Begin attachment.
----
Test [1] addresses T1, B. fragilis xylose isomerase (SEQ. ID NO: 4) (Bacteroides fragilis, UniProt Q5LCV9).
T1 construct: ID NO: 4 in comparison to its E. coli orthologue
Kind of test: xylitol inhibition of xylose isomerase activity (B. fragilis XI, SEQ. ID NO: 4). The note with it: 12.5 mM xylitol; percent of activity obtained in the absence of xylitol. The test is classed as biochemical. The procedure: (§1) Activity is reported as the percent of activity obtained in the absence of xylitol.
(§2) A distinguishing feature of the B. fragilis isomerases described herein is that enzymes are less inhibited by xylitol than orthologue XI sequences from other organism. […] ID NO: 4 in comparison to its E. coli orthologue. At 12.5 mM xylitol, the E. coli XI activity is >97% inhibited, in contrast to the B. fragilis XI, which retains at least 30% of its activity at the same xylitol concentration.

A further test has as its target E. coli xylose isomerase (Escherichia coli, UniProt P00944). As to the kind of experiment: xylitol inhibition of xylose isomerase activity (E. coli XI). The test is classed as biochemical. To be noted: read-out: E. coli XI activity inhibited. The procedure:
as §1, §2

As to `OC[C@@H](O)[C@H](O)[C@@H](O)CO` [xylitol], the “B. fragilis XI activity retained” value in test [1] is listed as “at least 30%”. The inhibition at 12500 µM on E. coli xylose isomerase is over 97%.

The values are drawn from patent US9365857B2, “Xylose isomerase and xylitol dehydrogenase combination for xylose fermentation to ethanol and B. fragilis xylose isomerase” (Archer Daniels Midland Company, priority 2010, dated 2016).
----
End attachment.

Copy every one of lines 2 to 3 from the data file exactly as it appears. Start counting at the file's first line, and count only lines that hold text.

T1 construct: ID NO: 4 in comparison to its E. coli orthologue
Kind of test: xylitol inhibition of xylose isomerase activity (B. fragilis XI, SEQ. ID NO: 4). The note with it: 12.5 mM xylitol; percent of activity obtained in the absence of xylitol. The test is classed as biochemical. The procedure: (§1) Activity is reported as the percent of activity obtained in the absence of xylitol.